Mar 7, 2011

Pakistan - No Longer Our Ally

Behind The Raymond Davis Fiasco
By Ali K. Chisti
7 March 2011

Raymond Davis, a CIA contractor, was in Lahore on his way back from a routine reconnaissance mission when he was intercepted by ISI operatives. Davis has said that he thought he was being robbed and he shot the gun-toting operatives in self-defense. The issue, which could have been one of simple diplomatic immunity has escalated to the point that Senator John Kerry had to come to Pakistan to in an attempt to rescue Davis.

But all efforts seemed to have gone in vain where; Raymond Davis is still in Pakistan's custody and faces a possible death sentence. Things shifted for the worse as a CIA Station Chief in Islamabad was forced to leave Pakistan for security reasons after the country's foreign office deliberately leaked his name in an unprecedented show of animosity towards the US. And another American security official was recently arrested in Peshawar for visa violations and is awaiting trial.
So why is Pakistan, supposedly one of America's biggest allies in the region, turning against the U.S.?

The increase in drone attacks by the CIA has the biggest turn off for the Pakistani military, which is also aggressively pushing for cooperation with the al Qaeda linked Haqqani network as part of their plan of Strategic Depth in Afghanistan. In Oman, where both nations' military chiefs met last week, the Pakistanis asked for drone technology and the list of all CIA staffers in Pakistan in return for seeing to the release of Davis, which shows the widening trust deficit between the two "allies."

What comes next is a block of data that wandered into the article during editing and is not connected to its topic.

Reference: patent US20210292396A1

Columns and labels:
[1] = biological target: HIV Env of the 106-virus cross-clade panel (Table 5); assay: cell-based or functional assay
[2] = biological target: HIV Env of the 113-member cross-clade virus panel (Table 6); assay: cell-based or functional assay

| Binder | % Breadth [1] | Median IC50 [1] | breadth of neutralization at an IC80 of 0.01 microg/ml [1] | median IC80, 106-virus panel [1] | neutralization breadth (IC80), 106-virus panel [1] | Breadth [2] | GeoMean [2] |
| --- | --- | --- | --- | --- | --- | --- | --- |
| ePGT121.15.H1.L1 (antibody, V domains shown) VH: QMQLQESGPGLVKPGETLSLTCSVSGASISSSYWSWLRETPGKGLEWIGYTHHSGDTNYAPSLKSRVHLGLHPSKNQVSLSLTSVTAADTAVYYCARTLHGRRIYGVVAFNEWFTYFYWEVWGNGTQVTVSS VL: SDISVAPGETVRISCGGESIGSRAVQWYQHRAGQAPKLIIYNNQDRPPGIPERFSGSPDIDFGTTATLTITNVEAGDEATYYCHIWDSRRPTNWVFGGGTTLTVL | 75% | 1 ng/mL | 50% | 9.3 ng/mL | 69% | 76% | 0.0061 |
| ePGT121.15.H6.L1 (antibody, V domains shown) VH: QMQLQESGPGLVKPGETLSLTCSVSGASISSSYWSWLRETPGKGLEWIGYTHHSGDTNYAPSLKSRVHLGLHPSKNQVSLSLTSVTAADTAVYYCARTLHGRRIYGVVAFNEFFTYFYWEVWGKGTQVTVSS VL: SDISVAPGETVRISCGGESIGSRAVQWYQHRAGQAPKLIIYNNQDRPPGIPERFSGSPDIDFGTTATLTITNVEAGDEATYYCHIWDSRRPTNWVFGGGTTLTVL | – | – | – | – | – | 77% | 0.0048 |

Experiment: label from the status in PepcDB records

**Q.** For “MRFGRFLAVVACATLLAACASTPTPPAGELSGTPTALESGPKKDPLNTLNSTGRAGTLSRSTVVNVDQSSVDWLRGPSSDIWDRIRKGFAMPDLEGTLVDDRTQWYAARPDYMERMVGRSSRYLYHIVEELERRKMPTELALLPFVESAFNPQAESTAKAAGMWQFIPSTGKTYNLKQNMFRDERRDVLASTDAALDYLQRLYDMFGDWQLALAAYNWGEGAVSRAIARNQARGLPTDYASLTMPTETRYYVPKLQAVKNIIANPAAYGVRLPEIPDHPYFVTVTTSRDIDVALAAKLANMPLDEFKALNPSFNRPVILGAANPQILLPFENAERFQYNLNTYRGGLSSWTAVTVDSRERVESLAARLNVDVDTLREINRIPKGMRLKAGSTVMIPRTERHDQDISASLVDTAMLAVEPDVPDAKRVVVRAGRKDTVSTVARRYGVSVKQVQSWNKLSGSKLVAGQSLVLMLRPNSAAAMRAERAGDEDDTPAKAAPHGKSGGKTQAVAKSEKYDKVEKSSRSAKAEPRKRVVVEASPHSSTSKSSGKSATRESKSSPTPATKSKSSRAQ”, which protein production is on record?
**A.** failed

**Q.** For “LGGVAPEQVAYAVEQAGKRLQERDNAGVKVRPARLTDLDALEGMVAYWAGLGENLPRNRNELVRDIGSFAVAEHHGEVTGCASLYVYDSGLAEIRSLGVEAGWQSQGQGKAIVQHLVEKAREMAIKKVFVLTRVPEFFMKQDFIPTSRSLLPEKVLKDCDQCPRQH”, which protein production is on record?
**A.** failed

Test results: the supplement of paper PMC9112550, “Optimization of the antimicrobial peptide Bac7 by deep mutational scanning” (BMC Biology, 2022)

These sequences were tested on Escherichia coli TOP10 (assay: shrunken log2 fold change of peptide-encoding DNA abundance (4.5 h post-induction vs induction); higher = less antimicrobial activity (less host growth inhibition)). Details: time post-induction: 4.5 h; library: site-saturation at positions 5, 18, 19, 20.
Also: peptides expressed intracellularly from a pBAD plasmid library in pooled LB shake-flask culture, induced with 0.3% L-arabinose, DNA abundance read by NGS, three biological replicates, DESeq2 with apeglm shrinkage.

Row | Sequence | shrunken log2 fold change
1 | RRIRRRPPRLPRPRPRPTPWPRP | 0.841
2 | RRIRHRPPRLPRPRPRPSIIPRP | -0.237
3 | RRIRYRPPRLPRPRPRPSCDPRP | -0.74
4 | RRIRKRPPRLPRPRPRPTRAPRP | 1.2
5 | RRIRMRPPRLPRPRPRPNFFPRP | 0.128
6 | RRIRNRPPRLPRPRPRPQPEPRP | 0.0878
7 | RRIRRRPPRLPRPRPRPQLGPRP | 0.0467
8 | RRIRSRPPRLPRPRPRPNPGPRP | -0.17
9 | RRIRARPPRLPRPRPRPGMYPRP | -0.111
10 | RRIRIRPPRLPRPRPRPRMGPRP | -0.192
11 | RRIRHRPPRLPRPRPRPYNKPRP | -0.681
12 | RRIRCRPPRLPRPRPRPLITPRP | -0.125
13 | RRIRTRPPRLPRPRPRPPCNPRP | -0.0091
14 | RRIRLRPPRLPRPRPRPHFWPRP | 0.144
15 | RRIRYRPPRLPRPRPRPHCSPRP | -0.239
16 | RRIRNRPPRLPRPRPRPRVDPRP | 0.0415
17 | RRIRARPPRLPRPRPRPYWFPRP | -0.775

Unfortunately the issue cannot easily be resolved. The underlying fact is that Pakistan and the United States have interests in the region that collide. Pakistan, in many ways a proxy of China, is concerned with India more than anything else, while the U.S. is increasingly stepping up against China (the biggest investors in Pakistan's defense industry) by opting to support India.

Al Qaeda may be history in terms of logistical and operational clout, however there are emerging terror threats. Tahreek-e-Taliban-e-Pakistani are growing along with the Pakistani Taliban, which orchestrated the recent CIA forward base suicide bombing. While the war might be in Afghanistan the war rooms are in sovereign and nuclear Pakistan where anti-Americanism stands at 70-80 percent.

In the meantime the U.S. has to deal with the blackmailing Pakistani security establishment while trying to support whatever stabilizing force in the country that can be packaged as "democracy."


1 comment:

Chuck Grau said...

It's been plain the Pakistanis are no friends of ours. Their strategic objective always has been a weak Afghanistan to their west let them focus on their enemy India to the east. Hence the Taliban is and always was their true ally. If that meant harboring al Qaeda, so be it. What we do about it is more problematic, and I have no glib solution to offer.